The traditional velocity-based method and the advanced inversion method will both be demonstrated with real case histories in several diverse geologic environments including an unconventional reservoir case and a complex carbonate case.

Speaker Bio:

Dr. Alan R. Huffman Ph.D., is a Consulting Partner at Sigma Cubed Inc. (SIGMA3), most recently serving as Chief Technology Officer. He has more than 34 years of geosciences expertise and is often asked to lead workshops and to speak on industry technology and business trends. Prior to the SIGMA3 acquisition, Alan held the position of Chairman & CEO of Fusion Petroleum Technologies Inc. (FPTI) and was responsible for the strategic growth and expansion of the enterprise since 2003. He was the primary architect of Fusion’s rapid growth from a small consulting practice to a global business enterprise with over 300 clients and offices in multiple countries.

From 1997-2002, Alan was Manager of The Seismic Imaging Technology Center (SITC) with Conoco. In this role, he managed the geophysical technology division of Conoco, with responsibility for worldwide technology development and technical services. From 1990 to 1997, Alan was employed by Exxon Corporation, where he worked as a technology specialist on exploration and production projects in The United States, West Africa and The Far East, and was also actively involved in technology and software development.

Alan is a recognized industry expert in the fields of geopressure prediction, shallow hazards prediction, direct detection of hydrocarbons and exploration risking. He is active in industry and professional affairs, having chaired numerous technical conferences and having served on organizing committees for the SEG, AADE, AAPG and SPE. He was the recipient of the 2004 Robert H. Dott Sr. Memorial Award from The AAPG for the publication of AAPG Memoir 76, and also received the 2002 Best Paper Award from The SEG. Alan has published numerous papers in refereed journals and articles in international publications, and 40 abstracts. He has 9 U.S. patents in the field of geophysics.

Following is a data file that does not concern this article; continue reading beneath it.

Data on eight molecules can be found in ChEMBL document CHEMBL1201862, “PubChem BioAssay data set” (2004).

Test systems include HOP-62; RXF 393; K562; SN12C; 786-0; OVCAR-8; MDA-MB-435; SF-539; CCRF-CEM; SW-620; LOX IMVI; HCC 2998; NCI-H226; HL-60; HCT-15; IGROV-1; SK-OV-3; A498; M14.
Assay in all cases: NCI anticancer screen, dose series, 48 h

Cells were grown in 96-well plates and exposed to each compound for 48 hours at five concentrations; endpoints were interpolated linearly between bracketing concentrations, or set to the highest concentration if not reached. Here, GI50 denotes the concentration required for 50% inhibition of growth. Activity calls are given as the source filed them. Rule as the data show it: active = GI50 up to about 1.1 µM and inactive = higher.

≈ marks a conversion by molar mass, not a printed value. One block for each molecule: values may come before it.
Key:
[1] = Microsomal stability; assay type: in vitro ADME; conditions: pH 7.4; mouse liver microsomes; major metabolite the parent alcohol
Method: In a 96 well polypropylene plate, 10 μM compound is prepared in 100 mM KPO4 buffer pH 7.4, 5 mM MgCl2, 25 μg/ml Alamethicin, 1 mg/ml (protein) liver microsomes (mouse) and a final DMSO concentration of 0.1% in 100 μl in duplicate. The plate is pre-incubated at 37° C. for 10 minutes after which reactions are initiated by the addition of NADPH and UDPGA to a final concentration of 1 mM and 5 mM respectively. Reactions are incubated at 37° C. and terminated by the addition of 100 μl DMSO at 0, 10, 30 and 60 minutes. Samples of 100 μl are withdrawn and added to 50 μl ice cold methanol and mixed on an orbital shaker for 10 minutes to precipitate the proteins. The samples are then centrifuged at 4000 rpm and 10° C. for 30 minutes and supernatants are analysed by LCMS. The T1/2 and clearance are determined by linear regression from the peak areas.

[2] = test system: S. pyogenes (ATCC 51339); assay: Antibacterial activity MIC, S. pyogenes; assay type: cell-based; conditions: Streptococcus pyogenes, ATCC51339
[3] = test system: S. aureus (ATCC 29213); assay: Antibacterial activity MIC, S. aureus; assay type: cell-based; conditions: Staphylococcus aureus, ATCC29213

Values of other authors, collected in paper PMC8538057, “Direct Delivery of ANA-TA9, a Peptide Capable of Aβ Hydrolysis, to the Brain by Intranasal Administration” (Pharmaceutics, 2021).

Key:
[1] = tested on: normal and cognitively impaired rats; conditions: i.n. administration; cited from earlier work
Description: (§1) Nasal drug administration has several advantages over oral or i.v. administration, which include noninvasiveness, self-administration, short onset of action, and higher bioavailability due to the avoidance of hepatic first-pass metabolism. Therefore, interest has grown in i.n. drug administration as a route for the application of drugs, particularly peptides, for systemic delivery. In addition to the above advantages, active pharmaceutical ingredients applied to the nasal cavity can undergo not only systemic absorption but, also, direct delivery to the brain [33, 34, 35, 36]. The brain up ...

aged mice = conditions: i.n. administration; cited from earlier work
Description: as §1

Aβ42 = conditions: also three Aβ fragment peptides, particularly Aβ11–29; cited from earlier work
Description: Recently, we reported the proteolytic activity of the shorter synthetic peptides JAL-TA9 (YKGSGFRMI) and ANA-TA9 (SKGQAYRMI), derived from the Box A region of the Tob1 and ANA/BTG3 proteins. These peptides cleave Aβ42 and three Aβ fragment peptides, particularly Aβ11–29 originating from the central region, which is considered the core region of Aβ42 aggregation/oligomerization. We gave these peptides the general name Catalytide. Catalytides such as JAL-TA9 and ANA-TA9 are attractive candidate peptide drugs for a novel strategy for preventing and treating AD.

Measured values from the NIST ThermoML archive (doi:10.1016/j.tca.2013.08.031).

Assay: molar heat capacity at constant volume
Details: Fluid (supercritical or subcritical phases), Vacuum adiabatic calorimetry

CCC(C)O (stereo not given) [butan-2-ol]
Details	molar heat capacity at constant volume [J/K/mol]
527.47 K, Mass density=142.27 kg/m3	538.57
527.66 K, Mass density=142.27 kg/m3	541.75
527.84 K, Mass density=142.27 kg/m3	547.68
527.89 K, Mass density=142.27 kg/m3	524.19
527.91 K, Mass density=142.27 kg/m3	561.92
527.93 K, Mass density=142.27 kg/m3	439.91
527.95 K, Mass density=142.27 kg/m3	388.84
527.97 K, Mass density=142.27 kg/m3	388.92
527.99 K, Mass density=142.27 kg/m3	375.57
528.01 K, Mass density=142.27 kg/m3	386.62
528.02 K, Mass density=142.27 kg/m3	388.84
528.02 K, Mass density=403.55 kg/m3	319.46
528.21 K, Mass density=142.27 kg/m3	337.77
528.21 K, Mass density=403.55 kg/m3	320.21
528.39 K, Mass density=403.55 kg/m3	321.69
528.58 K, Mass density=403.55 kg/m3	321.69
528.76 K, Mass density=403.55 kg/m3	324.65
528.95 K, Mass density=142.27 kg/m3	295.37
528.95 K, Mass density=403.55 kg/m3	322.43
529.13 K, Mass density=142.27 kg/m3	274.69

Alan received a Bachelor’s degree in Geology from Franklin & Marshall College in 1983, and a Ph.D. in Geophysics from Texas A&M University in 1990. In 1986-87, he was privileged to perform the seismic hazard analysis for the successful proposal for the Superconducting Supercollider in Waxahachie, Texas. In 1989-1990, he served as Science Manager of DOSECC, the U.S. Continental Drilling Program. Alan was also the Lyssa & Cyril Wagner Professor of Geology and Geophysics in the School of Geology and Geophysics at The University of Oklahoma in Norman, OK in 2003 and 2004.